Wireless networks offer a vast variety of uses by both business and home users.
- Convenience : The wireless nature of such networks allows users to access network resources from nearly any convenient location within their primary networking environment (a home or office). With the increasing saturation of laptop-style computers, this is particularly relevant.
- Mobility : With the emergence of public wireless networks, users can access the internet even outside their normal work environment. Most chain coffee shops, for example, offer their customers a wireless connection to the internet at little or no cost.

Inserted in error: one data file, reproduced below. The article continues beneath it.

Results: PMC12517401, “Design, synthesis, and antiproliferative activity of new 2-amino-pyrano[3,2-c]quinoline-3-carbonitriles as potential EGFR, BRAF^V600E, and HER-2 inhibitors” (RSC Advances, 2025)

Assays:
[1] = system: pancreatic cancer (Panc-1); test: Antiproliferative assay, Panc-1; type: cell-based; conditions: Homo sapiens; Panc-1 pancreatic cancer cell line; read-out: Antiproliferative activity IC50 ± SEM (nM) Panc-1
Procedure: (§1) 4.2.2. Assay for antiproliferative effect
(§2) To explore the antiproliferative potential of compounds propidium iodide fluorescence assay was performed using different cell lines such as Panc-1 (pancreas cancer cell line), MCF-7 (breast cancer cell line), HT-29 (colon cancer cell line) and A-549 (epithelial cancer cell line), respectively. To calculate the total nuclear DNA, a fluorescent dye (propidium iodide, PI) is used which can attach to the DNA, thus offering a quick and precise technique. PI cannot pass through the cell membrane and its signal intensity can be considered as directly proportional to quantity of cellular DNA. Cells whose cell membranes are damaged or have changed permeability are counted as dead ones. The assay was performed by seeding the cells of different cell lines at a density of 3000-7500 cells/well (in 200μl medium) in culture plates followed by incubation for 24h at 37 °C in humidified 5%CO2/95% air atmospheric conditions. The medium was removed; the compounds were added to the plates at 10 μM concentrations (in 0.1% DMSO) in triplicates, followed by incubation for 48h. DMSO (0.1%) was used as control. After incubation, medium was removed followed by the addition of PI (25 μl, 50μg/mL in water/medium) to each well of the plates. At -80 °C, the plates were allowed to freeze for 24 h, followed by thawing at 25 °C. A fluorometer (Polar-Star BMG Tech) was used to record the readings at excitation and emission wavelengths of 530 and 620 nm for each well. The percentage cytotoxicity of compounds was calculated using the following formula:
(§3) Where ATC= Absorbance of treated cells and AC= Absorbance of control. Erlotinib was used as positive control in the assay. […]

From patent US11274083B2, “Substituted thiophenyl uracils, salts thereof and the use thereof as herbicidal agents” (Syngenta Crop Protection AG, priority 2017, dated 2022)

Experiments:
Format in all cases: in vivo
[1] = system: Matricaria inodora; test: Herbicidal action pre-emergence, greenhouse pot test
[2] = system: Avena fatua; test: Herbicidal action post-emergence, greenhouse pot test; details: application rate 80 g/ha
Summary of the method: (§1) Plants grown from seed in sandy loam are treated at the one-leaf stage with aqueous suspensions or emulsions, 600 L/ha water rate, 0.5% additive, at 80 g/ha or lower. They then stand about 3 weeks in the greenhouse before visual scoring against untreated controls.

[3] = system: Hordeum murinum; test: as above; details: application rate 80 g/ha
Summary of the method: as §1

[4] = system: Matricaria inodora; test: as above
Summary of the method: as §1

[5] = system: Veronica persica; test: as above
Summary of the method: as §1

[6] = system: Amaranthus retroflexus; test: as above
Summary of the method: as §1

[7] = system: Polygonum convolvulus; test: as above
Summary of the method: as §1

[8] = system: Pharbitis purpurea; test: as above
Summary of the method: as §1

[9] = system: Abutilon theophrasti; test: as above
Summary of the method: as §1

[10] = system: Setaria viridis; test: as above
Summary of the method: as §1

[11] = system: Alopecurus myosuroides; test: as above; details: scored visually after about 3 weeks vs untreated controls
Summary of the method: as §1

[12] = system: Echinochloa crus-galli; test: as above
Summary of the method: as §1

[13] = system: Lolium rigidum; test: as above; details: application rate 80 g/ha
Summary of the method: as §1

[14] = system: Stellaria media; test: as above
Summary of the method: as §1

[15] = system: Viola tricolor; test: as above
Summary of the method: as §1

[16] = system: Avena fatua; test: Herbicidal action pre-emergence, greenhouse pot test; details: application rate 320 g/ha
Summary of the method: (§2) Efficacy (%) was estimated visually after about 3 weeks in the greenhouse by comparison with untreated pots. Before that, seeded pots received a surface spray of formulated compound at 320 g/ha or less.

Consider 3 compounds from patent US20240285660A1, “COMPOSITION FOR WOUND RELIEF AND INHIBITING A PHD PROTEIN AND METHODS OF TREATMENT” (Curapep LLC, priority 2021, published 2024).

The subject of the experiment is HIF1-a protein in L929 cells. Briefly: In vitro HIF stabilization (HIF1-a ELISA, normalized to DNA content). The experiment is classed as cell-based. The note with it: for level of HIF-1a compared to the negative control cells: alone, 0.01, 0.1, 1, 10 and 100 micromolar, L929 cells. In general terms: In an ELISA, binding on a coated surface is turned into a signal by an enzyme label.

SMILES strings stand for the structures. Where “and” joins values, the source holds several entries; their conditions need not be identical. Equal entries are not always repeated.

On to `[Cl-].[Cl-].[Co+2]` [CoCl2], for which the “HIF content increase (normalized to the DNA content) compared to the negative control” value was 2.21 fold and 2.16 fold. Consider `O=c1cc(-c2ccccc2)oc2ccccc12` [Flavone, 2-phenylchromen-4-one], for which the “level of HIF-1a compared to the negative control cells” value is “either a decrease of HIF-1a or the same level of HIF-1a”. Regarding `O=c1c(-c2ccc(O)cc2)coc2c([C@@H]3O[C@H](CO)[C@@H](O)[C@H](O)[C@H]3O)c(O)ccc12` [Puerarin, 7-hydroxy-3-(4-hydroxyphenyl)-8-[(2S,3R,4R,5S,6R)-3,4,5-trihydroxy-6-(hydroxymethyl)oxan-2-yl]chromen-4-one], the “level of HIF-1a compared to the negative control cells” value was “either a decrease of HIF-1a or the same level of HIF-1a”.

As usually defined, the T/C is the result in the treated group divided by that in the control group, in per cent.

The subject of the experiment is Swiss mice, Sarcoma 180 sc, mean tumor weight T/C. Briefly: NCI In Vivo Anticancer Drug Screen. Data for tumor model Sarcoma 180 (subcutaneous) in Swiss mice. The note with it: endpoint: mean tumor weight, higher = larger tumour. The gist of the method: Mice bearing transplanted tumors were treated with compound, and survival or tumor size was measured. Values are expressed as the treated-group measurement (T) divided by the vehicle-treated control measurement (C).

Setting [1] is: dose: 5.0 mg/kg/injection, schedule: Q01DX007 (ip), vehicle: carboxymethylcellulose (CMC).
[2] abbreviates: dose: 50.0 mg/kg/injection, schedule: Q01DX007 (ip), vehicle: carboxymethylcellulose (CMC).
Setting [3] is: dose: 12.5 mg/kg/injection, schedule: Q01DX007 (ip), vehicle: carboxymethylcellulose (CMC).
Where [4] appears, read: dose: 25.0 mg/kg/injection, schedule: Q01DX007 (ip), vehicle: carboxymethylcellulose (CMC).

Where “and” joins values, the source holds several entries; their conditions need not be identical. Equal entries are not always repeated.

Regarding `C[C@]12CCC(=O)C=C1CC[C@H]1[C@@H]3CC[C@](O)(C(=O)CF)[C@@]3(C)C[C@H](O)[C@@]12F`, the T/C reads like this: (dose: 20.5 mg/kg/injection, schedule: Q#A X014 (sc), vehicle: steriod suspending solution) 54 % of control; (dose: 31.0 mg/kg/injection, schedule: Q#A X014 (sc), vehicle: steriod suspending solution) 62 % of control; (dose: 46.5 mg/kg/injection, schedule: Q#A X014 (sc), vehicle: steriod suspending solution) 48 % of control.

- Productivity : Users connected to a wireless network can maintain a nearly constant affiliation with their desired network as they move from place to place. For a business, this implies that an employee can potentially be more productive as his or her work can be accomplished from any convenient location.
- Deployment : Initial setup of an infrastructure-based wireless network requires little more than a single access point. Wired networks, on the other hand, have the additional cost and complexity of actual physical cables being run to numerous locations (which can even be impossible for hard-to-reach locations within a building).
- Expandability : Wireless networks can serve a suddenly-increased number of clients with the existing equipment. In a wired network, additional clients would require additional wiring.
- Cost : Wireless networking hardware is at worst a modest increase from wired counterparts. This potentially increased cost is almost always more than outweighed by the savings in cost and labor associated to running physical cables.